The two features were totally different. Oil on Water was ostensibly a feature film about the romance between an artistic young man and a beautiful model/writer. Only toward the end did it become the story of a schizophrenic. I left the theater with the sense that spreading the message about schizophrenia was the purpose of making the movie, and the interview with the producer Elle Matthews on the Writing Studio website seems to back that up.

On the other hand, Body/Antibody seems like a movie in which a character happens to be obsessive-compulsive. There's nothing preachy about the movie, this is not an 'educational movie,' it's just a good, dramatic comedy, that incidentally gives us a glimpse of what it means to be obsessive-compulsive. The director was at the showing and said he'd been fascinated by the disorder and had wanted one day to make a film that featured it. But it's the character who happens to have the disorder, not the disorder itself, that is the focus. However, the audience learns a lot about the disease. How, for example, can someone obsessed with cleanliness have sex? We find out. In addition to sex, it has that other essential ingredient of a successful 21st century movie - violence. Ultimately, I would expect that this movie will also serve as a greater vehicle for educating the world about mental health because it is basically entertainment whereas all the others are films about a mental health issue and they are troubling. This film could easily be released at the mall cineplex anywhere in the US and do well. The others will have a more difficult time getting that sort of audience. Autism, according to its website, will be shown on HBO and Cage was shown on the Sundance Channel.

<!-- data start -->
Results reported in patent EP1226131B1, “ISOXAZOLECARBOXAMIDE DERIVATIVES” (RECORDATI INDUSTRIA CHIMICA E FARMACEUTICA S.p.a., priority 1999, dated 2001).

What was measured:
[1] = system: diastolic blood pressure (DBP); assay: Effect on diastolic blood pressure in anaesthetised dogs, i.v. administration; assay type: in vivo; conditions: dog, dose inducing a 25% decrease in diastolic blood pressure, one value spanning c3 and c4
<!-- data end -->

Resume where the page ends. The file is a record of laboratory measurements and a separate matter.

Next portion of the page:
For anyone who is teaching about mental health, I would highly recommend all but Oil on Water as excellent vehicles for getting the message across. They are real (including the language) and compelling and the basis for excellent discussion on the specific mental health issues they cover. Oil on Water has a more artsy look. I like artsy, but I had problems with the acting and pace in the beginning. It probably would be of interest to those with schizophrenia and their relatives and close friends.

Understanding about mental illness is critical in the United States and the rest of the world. In the US we have a basic story that says everyone is responsible for how his life turns out. Mental illness doesn't fit in that story. We'd rather believe that people are irresponsible, lazy, or evil when they don't behave appropriately. It's their own fault they don't succeed. What scientists are learning about mental health contradicts that story. One day there must be a showdown between our myths of autonomous man and the reality of mental health and illness.

These movies help show how powerfully, good movies can affect people's basic stories, by giving them an intimate window into the lives of people they otherwise would not know.

For earlier posts that touched on these movies see here and here for Oil on Water (I liked it better after seeing some other films), Autism the Movie and Body/Antibody are briefly mentioned in the first Oil link. Autism also has its own post. Body/Antibody should have had its own post, but I saw it late in the festival, so I hope I've done it justice in this post.

Picking the Right Story to Interpret the 'Facts'

Philip commented on the last post about Charlie Wilson's War: